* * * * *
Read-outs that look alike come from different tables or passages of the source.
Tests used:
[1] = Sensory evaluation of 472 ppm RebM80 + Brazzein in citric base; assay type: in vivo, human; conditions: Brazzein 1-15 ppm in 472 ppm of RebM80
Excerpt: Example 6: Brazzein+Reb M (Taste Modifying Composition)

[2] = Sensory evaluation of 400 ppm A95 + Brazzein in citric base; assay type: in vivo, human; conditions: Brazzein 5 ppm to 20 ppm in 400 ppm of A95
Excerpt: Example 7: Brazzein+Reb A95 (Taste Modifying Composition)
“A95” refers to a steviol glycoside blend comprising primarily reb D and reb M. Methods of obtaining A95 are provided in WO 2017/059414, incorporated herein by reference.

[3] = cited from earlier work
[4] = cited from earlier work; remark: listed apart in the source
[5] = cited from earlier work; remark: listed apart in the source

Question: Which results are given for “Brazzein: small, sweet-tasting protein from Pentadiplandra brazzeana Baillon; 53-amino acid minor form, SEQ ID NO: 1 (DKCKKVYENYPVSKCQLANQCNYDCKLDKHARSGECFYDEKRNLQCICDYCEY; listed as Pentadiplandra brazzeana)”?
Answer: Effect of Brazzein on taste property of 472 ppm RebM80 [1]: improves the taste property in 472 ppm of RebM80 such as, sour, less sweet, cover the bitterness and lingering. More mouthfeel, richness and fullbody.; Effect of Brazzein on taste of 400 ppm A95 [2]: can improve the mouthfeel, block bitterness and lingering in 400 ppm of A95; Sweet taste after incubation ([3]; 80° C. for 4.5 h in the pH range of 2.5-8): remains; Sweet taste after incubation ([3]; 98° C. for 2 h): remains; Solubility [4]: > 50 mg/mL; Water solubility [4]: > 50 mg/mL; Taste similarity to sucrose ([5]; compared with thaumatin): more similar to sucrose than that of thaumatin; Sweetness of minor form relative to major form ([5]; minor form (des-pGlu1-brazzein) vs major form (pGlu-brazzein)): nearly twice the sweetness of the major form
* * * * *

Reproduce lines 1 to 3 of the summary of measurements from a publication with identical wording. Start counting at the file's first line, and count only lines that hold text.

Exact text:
Read-outs that look alike come from different tables or passages of the source.
Tests used:
[1] = Sensory evaluation of 472 ppm RebM80 + Brazzein in citric base; assay type: in vivo, human; conditions: Brazzein 1-15 ppm in 472 ppm of RebM80